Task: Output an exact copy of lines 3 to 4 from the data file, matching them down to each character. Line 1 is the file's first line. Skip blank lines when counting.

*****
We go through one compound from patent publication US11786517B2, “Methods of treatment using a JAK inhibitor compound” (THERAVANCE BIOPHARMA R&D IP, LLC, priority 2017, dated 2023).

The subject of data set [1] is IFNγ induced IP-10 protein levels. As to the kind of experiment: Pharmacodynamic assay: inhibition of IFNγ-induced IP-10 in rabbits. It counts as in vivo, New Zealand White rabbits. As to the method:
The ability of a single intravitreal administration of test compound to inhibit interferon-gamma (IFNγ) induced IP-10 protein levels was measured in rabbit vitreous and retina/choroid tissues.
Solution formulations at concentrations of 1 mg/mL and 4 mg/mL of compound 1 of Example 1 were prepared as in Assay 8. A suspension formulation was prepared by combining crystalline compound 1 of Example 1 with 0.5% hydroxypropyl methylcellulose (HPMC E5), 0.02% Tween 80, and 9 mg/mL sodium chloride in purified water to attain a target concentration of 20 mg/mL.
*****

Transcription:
The ability of a single intravitreal administration of test compound to inhibit interferon-gamma (IFNγ) induced IP-10 protein levels was measured in rabbit vitreous and retina/choroid tissues.
Solution formulations at concentrations of 1 mg/mL and 4 mg/mL of compound 1 of Example 1 were prepared as in Assay 8. A suspension formulation was prepared by combining crystalline compound 1 of Example 1 with 0.5% hydroxypropyl methylcellulose (HPMC E5), 0.02% Tween 80, and 9 mg/mL sodium chloride in purified water to attain a target concentration of 20 mg/mL.